ECREEE & ICEED CONDUCT COOKSTOVES TRAINING

ECREEE & ICEED CONDUCT COOKSTOVES TRAINING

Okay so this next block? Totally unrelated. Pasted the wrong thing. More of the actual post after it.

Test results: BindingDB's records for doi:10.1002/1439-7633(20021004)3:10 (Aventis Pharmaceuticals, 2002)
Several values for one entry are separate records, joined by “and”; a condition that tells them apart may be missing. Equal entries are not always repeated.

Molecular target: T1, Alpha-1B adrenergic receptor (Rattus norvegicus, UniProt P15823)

The ECOWAS Centre for Renewable Energy and Energy Efficiency (ECREEE) in collaboration with the International Centre for Energy, Environment & Development (ICEED) conducted a capacity building programme for scientists and representatives of the clean cooking energy industry in West Africa on clean cookstoves testing and standards. The training programme held at the ICEED Clean Energy Development Centre in Afikpo, Ebonyi State from June 5 – 9, 2017. It brought together about thirty (30) participants from Benin, Cape Verde, Gambia, Ghana, Mali, Niger, Nigeria, Senegal, Sierra Leone and Togo to learn the latest developments on stove testing and standards and forge collaboration among West African countries. Testing and standards are important to growing the market for the clean cooking energy solutions in the region. Lack of standards and regulations for clean cookstoves hinders stove manufacturers’ efforts to differentiate their stoves, and also prevents consumers, investors and donors from making informed decisions. Despite the importance of stove testing and standards, a majority of countries in the region do not have testing laboratories and lack the required capacity and awareness on stove testing and standards. The event introduced the participants to the various stove testing protocols and the requirements for completing a stove test, analysis and certification. Participants were also introduced to the Laboratory Emissions Monitoring System and its application in stove testing, analysis and certification using the Water Boiling Test (WBT) Protocol. There was hands-on training for everyone on stove testing, results entry, analysis and the process of grading and certifying stoves in Tiers. The event also discussed the development of national and regional standards for clean cookstoves and the participation...